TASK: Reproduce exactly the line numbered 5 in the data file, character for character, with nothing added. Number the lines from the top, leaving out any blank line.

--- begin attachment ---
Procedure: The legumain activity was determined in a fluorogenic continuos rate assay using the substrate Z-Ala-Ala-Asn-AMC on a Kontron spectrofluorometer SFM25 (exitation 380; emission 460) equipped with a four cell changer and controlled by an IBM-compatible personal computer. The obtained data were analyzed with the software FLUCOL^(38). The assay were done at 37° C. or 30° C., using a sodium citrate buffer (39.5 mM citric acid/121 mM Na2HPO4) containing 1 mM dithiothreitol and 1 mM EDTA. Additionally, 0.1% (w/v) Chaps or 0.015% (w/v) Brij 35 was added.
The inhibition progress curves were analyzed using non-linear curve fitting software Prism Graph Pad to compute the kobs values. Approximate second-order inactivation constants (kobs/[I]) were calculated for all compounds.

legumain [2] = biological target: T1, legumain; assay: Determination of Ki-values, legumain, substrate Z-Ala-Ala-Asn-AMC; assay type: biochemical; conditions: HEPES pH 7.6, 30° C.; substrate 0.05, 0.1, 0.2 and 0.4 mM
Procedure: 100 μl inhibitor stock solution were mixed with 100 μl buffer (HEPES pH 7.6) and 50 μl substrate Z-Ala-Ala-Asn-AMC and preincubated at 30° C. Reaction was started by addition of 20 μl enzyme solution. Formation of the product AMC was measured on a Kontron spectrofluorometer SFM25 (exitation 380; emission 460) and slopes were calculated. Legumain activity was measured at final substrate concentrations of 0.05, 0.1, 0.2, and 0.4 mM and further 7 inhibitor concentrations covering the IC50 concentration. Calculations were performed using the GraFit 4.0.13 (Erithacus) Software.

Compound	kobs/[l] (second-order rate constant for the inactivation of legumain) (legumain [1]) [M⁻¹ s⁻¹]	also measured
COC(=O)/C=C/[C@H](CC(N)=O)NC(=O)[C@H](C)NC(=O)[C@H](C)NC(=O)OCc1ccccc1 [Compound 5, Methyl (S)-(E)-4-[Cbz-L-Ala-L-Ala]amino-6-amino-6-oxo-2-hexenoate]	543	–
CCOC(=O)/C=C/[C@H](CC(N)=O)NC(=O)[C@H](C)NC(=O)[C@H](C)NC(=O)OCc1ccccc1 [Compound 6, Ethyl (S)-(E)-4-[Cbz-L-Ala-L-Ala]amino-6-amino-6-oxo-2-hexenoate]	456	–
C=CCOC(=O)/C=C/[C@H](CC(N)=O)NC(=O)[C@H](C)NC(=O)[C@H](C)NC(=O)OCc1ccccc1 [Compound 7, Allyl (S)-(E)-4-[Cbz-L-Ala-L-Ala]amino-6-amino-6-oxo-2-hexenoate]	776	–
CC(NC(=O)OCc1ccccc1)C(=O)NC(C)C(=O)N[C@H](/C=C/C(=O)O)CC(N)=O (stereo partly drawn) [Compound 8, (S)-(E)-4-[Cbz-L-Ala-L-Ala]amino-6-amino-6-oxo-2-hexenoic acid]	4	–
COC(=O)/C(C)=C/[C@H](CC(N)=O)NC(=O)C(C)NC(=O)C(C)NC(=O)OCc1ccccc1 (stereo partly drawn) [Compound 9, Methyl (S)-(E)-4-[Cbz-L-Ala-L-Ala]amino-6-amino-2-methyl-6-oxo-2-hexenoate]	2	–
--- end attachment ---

Compound	kobs/[l] (second-order rate constant for the inactivation of legumain) (legumain [1]) [M⁻¹ s⁻¹]	also measured